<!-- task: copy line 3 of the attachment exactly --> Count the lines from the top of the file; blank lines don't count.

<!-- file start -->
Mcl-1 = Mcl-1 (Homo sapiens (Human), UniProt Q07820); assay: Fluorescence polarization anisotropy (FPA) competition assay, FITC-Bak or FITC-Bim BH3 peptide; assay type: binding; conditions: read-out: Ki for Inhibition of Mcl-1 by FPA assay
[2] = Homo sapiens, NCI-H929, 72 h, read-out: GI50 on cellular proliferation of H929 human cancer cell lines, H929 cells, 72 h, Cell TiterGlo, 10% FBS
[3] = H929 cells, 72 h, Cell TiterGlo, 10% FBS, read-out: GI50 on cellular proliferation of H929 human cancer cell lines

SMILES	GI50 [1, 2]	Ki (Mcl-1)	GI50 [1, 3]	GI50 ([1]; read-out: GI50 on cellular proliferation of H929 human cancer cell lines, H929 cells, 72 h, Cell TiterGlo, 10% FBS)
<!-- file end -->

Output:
[3] = H929 cells, 72 h, Cell TiterGlo, 10% FBS, read-out: GI50 on cellular proliferation of H929 human cancer cell lines